Currently viewing the category: "Honey Bees"
What's That Bug? does not endorse extermination

Subject: Help!!!
Location: Miami, FL
July 14, 2017 8:08 pm
I have these bees in a crevice under a window ledge outside that is about 1.5 feet off the ground. The bees have been there since about beginning of June and fly around all day near the front door. I think they are honey bees. I’m not sure. I sprayed it crevice tonight with a foaming pesticide and a little while later I found a total of 4 over the course of two hours flying inside the house!
Signature: I bee worried

Honey Bee

Dear I bee worried,
This is indeed a dead Honey Bee.  Wild Honey Bees often form a new hive in protected areas of homes.  If you have a Honey Bee hive under your window ledge, you are not going to solve the problem with foaming pesticide.  You should contact a local bee keeper who will come and remove the hive.

What's That Bug? does not endorse extermination

Subject: GRANNYS BATTLE !
Location: Orange ,CA.
May 26, 2017 7:02 am
Hello there bugman
So my mom and daughter thought this flying bugger was a simple house fly at first until they WHACKED it with the fly swatter ,The thing took a good wallop but didnt phase it just angered it ! LOL after about 20 minutes of running around the house being “chased” by this guy they were finally able to take him out . Not sure if its a wasp or what but we do have a honey bee nest out back in an old boat that every year they come back to ,Never have seen this kind of bee,wasp,hornet whatever it is but if you can identify it that would be AWESOME cuz now my 5 year old daughter has the dead bug in a jar that she wants to take to school and share with her class lol so here i am
PLEASE HELP sincerly justin keefe
Signature: Justin Keefe

Honey Bee

Dear Justin,
This is a beneficial Honey Bee.  Without Honey Bees, the cultivation of apples, almonds and avocados as well as many other important food crops would be seriously, negatively impacted.  There are people who believe farming as we know it might not exist without Honey Bees.  If your family is troubled by having a Honey Bee nest in your old boat, you should contact a local bee keeper who will happily remove the hive for you.  While we acknowledge that removing a Honey Bee from the home without killing it might prove a challenge as a threatened Honey Bee will sting, we strongly recommend attempting to capture it in a wine glass or other glass and slipping a post card under the rim so it can be safely transported outdoors.

What's That Bug? does not endorse extermination

Subject:  Wild Honey Bee Hive
Location:  Elyria Canyon Park, Mount Washington, Los Angeles, California
Date:  January 28, 2017 10:00 AM
We never had a chance to post this image we shot of a wild Honey Bee Hive in a hollow California Black Walnut Tree in Elyria Canyon Park.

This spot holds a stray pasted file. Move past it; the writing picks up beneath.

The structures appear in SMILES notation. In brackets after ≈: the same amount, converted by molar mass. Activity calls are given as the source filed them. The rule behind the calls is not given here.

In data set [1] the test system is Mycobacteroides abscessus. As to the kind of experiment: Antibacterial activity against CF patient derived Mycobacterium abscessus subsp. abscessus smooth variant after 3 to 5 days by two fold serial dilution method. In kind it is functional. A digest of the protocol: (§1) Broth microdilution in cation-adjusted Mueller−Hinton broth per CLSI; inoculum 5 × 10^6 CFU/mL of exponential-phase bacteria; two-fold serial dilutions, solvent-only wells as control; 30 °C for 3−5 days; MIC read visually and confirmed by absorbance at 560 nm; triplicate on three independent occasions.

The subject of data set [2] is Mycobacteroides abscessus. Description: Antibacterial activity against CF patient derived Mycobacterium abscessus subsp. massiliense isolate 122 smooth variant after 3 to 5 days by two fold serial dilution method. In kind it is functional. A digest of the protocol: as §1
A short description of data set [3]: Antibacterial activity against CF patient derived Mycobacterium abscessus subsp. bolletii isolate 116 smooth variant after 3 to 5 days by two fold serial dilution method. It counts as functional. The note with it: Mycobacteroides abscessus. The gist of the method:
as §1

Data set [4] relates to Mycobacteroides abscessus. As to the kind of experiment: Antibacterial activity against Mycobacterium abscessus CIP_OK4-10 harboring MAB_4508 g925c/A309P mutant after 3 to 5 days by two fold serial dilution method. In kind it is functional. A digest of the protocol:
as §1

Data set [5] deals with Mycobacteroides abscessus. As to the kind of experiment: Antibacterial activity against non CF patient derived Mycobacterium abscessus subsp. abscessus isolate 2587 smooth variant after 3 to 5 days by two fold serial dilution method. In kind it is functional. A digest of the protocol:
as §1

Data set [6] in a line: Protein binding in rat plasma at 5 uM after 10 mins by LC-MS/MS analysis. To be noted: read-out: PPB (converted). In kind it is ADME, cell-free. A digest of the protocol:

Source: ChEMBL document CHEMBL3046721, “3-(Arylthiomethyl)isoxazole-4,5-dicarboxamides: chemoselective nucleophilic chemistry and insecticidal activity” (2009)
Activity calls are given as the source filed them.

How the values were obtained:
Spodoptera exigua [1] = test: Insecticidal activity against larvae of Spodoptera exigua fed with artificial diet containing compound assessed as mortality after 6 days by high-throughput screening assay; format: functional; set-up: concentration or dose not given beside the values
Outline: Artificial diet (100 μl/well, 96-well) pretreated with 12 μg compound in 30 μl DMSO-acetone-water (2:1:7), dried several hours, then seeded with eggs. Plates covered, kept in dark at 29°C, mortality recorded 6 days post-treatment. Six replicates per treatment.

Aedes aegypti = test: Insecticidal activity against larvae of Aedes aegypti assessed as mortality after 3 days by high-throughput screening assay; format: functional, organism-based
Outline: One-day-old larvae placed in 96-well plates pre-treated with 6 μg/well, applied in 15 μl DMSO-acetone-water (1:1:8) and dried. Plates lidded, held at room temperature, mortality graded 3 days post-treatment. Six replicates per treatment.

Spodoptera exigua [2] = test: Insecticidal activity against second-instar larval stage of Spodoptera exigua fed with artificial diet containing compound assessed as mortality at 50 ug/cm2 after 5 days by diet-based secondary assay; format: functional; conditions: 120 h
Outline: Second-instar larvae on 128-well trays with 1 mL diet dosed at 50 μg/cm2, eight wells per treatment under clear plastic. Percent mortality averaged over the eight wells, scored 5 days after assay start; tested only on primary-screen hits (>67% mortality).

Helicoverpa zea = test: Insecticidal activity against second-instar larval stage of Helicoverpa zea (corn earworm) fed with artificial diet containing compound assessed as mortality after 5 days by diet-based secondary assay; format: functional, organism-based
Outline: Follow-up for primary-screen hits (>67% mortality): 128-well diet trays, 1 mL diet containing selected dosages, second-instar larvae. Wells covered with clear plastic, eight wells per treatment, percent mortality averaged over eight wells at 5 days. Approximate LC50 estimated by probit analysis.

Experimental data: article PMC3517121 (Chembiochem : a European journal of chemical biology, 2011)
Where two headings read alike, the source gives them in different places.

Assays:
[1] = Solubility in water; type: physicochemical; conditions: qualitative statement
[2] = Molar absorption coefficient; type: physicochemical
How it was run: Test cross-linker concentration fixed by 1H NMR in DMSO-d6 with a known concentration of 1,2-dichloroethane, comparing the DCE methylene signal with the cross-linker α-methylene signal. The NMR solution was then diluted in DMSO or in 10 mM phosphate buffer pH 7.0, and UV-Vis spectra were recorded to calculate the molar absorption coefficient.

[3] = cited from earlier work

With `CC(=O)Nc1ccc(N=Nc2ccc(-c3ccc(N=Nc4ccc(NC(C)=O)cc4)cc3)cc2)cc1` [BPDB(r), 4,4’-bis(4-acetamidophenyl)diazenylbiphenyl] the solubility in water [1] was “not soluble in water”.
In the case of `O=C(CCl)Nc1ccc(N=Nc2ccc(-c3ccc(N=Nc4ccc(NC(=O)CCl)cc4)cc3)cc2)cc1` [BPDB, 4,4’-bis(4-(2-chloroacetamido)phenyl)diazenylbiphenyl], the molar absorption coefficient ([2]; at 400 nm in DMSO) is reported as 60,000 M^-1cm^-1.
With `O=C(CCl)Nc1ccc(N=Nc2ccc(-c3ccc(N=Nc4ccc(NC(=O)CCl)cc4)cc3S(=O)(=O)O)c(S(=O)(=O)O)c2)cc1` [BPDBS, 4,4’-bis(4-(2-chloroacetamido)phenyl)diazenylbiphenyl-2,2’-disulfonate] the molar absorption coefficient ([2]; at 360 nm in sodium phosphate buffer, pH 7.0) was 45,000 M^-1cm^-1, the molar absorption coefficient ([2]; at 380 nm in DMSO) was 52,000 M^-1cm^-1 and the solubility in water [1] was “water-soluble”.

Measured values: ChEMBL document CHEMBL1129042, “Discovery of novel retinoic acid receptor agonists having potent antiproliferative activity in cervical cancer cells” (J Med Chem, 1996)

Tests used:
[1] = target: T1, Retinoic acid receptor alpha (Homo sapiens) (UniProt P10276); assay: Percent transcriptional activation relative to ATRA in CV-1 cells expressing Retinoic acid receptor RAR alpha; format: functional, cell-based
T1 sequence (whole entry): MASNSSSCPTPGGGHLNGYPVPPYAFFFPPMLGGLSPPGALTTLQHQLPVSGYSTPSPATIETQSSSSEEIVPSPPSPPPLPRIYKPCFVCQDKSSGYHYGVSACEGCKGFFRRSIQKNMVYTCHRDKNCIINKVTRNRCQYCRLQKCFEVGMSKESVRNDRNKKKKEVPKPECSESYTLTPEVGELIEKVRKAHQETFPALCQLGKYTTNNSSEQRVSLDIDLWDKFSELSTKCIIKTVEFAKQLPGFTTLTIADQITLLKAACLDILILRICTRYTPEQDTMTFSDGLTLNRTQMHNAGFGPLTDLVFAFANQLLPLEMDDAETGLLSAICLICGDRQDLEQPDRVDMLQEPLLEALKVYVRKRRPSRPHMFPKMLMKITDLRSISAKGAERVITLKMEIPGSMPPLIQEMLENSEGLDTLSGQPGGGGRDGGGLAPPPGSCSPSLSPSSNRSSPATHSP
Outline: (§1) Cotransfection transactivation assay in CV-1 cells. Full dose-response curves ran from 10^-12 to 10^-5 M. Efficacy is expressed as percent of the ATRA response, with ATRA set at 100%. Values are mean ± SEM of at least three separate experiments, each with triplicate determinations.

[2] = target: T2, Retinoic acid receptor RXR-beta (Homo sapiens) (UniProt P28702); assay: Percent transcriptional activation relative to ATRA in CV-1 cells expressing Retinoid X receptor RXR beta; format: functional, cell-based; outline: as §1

Wild Honey Bee Hive

What's That Bug? does not endorse extermination

Subject: Banded Garden Spider?
Location: Hialeah, Florida
September 8, 2016 7:43 am
I *think* this is a female Banded Garden Spider. I first saw it on August 14 and at first thought it was a tree snail due to the appearance of the back. The body was more than an inch long, and it stayed in its web in the same place for weeks, catching bees. I was rather hoping there would be a lot of baby spiders later, but a few weeks later there were 2 days of torrential rain during which time I didn’t look for her & when I did look, she was gone, leaving an intact web and no clue as to her disappearance. The third photo was one of a lucky series- I was taking a picture of her holding a webbed up bee when another bee landed in the web. She was on that second bee so fast I had to scramble to get pics! (I’ll send 3 more of the series in another query.)Spider webbing up caught bee. I chose these out of the series because one shows the bee clearly, and the other two do a fair job of showing the spinnerets in action.
Signature: Curious in Florida

Banded Garden Spider

Banded Garden Spider

Dear Curious in Florida,
Thanks for sending in your wonderful images of a Banded Garden Spider or Banded Orbweaver,
Argiope trifasciata.  They are an excellent addition to our archives.

Banded Garden Spider

Banded Garden Spider

Banded Garden Spider Snares Honey Bee

Banded Garden Spider Snares Honey Bee

What's That Bug? does not endorse extermination

Subject: What is this eating another bug?
Location: Indianapolis, Indiana, usa
August 5, 2016 5:44 pm
Looked like a fat bodie dragonfly but with spiky legs. About two inches long. Eating what looked like a bee. Little furry.
Signature: tittyj

Red Footed Cannibalfly eats Honey Bee

Red Footed Cannibalfly eats Honey Bee

Dear tittyj,
We are pretty certain your predator is a Robber Fly known as a Red Footed Cannibalfly, and the prey appears to be a Honey Bee.  The tip of the abdomen indicates this individual is a male.

What's That Bug? does not endorse extermination

Subject: Assassin bug?
Location: Beavercreek, OH
August 24, 2015 3:18 am
This bug landed at our table at our local pool. It was carrying a bee & sat there for a few minutes with it’s stinger in the bees head feeding on it.
Signature: Kerry

Hanging Thief eats Robber Fly

Hanging Thief eats Robber Fly

Dear Kerry,
This is not an Assassin Bug.  It is a Robber Fly in the genus
Diogmites, a group known as the Hanging Thieves because they often hang from one leg while feeding.  They take prey on the wing, and this unfortunate Honey Bee stood no chance against such a formidable predator.  While Hanging Thieves and other Robber Flies are considered beneficial predators, they do not distinguish between eating beneficial pollinators and agricultural nuisance insects.  The mouth of the Hanging Thief is adapted to pierce and suck fluids from the body of the prey.  Hanging Thieves do not sting.

What's That Bug? does not endorse extermination